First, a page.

I am sudsing James up in the shower when tragedy strikes. Some water gets into James’s ear! He goes crazy and the shower now becomes a soap-crazed wrestling match. Shouts of “You’re getting me wet!” and “Don’t touch my ear – you’re hurting me!!” can be heard throughout the apartment, and there’s no telling which one of us is yelling what.

The baby is woken by the shower extravaganza.


I carry my 8 month old out to the dining room. My 2 yr old is sitting at the table with a bottle of Windex and a roll of paper towels. The table is covered in pools of clear liquid. The bag of bread and tub of butter is covered in Windex. The mail is soaked through. The dishes are wet. I put my daughter into time out, put the baby down and get to work on the mess – they both immediately start screaming.


I grab the baby and go to get James out of the shower. James is happily standing in the shower coating himself in daily shower cleaning spray. He is pretending it is a gun of some sort, and seems kind of annoyed when I interrupt (very loudly) “What are you doing???!! Put that down!”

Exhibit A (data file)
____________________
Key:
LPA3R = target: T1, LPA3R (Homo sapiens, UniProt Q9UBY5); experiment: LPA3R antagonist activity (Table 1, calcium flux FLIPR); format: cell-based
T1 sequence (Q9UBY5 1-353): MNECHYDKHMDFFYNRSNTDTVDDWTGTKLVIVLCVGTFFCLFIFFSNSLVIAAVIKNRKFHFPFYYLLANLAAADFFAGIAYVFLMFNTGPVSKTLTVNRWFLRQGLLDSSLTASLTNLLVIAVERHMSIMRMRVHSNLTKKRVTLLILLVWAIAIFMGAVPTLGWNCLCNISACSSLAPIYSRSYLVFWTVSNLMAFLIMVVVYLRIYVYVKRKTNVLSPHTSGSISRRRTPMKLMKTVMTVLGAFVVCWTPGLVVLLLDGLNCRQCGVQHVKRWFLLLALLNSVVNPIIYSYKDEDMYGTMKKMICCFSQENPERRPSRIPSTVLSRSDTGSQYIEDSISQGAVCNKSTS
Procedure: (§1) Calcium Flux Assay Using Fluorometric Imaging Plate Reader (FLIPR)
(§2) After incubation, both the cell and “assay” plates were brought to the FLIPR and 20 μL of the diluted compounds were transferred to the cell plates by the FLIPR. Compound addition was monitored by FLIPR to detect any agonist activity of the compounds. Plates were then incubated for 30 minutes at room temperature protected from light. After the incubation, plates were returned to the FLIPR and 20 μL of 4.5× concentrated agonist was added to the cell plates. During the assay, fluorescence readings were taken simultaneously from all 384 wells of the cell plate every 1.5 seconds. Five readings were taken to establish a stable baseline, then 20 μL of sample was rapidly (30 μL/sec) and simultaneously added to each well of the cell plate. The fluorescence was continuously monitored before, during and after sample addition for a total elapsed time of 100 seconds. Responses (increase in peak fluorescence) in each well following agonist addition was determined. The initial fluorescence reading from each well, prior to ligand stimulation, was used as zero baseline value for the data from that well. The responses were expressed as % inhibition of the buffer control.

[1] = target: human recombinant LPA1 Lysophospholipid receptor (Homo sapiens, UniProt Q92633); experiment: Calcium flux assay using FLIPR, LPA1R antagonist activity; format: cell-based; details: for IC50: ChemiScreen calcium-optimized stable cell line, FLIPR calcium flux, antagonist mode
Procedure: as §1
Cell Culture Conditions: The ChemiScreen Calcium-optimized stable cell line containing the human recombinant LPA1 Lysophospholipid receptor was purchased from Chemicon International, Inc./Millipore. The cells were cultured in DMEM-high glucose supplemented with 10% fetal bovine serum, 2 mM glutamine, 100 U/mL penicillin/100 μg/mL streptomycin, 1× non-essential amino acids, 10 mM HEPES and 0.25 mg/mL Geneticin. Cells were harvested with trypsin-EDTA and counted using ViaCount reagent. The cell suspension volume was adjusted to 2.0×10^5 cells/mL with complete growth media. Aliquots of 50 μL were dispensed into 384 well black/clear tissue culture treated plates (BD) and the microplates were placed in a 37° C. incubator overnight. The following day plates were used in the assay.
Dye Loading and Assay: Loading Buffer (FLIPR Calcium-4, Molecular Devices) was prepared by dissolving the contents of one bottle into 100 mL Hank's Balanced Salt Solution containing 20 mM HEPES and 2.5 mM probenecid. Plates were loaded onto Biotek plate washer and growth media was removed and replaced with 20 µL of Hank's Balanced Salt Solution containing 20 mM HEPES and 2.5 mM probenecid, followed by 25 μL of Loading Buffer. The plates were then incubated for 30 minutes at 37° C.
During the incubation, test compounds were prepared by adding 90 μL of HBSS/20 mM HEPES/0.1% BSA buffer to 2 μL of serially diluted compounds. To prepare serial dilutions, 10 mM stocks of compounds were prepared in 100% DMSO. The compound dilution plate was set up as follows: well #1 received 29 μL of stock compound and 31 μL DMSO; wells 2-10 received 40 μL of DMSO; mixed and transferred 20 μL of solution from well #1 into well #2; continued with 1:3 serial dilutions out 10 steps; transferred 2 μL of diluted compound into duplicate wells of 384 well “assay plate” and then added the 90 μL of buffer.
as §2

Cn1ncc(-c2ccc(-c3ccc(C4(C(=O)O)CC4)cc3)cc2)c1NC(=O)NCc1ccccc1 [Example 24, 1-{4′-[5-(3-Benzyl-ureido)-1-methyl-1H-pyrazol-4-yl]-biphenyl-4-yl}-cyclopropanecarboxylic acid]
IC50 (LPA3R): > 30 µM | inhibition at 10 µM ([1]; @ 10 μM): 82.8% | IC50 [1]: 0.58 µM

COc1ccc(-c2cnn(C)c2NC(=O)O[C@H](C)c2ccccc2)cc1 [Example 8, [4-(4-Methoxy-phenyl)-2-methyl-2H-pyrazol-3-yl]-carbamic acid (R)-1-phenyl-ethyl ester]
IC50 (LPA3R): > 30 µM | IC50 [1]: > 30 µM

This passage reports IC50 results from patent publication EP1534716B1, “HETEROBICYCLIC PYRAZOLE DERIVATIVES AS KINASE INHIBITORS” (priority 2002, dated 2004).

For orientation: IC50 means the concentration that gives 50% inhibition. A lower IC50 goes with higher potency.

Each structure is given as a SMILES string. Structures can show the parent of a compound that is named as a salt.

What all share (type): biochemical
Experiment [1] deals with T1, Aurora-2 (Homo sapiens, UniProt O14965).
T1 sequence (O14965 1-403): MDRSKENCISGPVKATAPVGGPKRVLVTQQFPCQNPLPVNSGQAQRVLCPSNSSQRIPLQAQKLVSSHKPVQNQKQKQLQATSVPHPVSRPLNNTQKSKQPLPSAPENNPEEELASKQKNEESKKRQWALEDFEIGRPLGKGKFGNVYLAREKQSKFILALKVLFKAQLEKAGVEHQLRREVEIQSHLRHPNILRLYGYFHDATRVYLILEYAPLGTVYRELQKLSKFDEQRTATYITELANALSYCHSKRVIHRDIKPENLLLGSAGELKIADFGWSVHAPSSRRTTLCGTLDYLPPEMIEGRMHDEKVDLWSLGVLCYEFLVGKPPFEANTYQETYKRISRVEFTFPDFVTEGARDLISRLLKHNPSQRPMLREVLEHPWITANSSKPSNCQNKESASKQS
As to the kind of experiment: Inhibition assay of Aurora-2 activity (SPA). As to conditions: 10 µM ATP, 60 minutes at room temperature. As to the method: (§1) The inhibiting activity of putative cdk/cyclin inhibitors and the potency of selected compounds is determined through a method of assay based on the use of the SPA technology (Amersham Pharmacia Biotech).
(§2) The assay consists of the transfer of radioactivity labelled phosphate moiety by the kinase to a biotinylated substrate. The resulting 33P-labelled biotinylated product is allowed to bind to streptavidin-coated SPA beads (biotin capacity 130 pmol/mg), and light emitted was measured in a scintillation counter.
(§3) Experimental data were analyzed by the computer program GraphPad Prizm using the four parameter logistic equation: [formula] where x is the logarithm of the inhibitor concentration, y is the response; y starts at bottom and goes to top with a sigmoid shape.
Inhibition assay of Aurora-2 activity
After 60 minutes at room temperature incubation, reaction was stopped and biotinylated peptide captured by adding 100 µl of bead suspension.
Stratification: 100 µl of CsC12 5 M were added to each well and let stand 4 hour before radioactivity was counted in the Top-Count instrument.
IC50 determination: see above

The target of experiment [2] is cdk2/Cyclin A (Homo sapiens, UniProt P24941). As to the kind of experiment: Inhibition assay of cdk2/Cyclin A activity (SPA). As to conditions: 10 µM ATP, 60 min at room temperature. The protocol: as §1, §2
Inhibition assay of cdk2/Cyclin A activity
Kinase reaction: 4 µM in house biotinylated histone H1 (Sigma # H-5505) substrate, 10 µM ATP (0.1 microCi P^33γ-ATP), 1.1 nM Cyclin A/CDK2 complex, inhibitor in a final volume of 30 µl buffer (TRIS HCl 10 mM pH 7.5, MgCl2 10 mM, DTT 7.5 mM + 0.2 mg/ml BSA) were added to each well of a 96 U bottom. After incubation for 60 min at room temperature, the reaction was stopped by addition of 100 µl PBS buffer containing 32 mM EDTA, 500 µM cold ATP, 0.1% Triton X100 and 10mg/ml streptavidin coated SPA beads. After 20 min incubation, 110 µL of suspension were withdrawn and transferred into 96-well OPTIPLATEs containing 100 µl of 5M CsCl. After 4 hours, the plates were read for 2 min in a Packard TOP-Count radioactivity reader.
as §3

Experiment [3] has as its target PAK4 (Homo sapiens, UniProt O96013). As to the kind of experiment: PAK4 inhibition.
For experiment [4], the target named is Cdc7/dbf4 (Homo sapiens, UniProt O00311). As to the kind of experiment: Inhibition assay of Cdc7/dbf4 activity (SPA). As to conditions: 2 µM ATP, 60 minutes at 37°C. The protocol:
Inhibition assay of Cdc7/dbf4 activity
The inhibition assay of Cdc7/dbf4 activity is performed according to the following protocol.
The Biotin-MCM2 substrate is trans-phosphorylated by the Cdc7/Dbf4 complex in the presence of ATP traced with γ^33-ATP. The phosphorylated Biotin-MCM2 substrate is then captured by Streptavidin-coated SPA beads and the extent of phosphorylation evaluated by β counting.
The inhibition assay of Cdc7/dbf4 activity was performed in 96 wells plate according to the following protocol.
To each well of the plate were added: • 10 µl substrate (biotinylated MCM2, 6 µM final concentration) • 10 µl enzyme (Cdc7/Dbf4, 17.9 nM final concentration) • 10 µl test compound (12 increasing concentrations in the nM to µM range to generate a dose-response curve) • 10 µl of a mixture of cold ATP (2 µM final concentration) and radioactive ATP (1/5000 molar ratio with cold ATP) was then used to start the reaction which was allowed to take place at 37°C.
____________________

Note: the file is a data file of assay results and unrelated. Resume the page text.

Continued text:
I re-shower James as my 2 yr old comes in to poop again. This time I am there to empty the potty chair for her. Or so I think. As I straighten up with the bowl in hand (and baby in the other), my daughter tackles me, screaming “I can do it my big girl self!” The bowl spills all over the floor. I put her back into time out, send James to his room to get dressed, and put the baby down again. Complaints all around. I go get the Windex.